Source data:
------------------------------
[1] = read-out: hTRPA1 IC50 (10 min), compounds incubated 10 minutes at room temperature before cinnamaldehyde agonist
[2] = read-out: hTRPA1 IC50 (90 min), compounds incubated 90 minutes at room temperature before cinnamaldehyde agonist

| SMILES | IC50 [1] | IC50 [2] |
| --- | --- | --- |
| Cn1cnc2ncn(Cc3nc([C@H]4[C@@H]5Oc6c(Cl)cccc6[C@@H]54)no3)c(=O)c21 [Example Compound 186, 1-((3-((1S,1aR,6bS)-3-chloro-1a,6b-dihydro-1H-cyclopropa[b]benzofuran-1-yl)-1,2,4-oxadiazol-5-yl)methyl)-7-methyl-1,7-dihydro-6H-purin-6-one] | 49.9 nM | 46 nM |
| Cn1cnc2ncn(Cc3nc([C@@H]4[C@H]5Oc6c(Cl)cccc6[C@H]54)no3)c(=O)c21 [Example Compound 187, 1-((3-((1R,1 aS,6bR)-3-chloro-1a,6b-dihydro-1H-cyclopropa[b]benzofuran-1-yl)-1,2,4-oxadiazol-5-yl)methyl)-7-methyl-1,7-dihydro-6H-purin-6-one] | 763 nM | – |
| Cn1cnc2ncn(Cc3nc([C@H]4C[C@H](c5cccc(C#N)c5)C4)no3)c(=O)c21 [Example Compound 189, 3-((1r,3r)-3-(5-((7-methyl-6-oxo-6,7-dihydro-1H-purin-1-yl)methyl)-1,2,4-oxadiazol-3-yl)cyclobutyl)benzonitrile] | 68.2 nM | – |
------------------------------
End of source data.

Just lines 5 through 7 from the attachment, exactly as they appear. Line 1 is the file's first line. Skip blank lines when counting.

| Cn1cnc2ncn(Cc3nc([C@H]4[C@@H]5Oc6c(Cl)cccc6[C@@H]54)no3)c(=O)c21 [Example Compound 186, 1-((3-((1S,1aR,6bS)-3-chloro-1a,6b-dihydro-1H-cyclopropa[b]benzofuran-1-yl)-1,2,4-oxadiazol-5-yl)methyl)-7-methyl-1,7-dihydro-6H-purin-6-one] | 49.9 nM | 46 nM |
| Cn1cnc2ncn(Cc3nc([C@@H]4[C@H]5Oc6c(Cl)cccc6[C@H]54)no3)c(=O)c21 [Example Compound 187, 1-((3-((1R,1 aS,6bR)-3-chloro-1a,6b-dihydro-1H-cyclopropa[b]benzofuran-1-yl)-1,2,4-oxadiazol-5-yl)methyl)-7-methyl-1,7-dihydro-6H-purin-6-one] | 763 nM | – |
| Cn1cnc2ncn(Cc3nc([C@H]4C[C@H](c5cccc(C#N)c5)C4)no3)c(=O)c21 [Example Compound 189, 3-((1r,3r)-3-(5-((7-methyl-6-oxo-6,7-dihydro-1H-purin-1-yl)methyl)-1,2,4-oxadiazol-3-yl)cyclobutyl)benzonitrile] | 68.2 nM | – |